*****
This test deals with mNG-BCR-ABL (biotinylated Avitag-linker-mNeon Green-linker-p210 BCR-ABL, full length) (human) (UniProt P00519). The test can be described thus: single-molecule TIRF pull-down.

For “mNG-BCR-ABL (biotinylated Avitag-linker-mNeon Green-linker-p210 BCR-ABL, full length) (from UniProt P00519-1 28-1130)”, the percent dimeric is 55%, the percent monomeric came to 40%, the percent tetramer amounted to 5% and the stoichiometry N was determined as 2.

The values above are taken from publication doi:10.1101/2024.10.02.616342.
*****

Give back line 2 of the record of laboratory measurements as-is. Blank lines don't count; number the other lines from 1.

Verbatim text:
For “mNG-BCR-ABL (biotinylated Avitag-linker-mNeon Green-linker-p210 BCR-ABL, full length) (from UniProt P00519-1 28-1130)”, the percent dimeric is 55%, the percent monomeric came to 40%, the percent tetramer amounted to 5% and the stoichiometry N was determined as 2.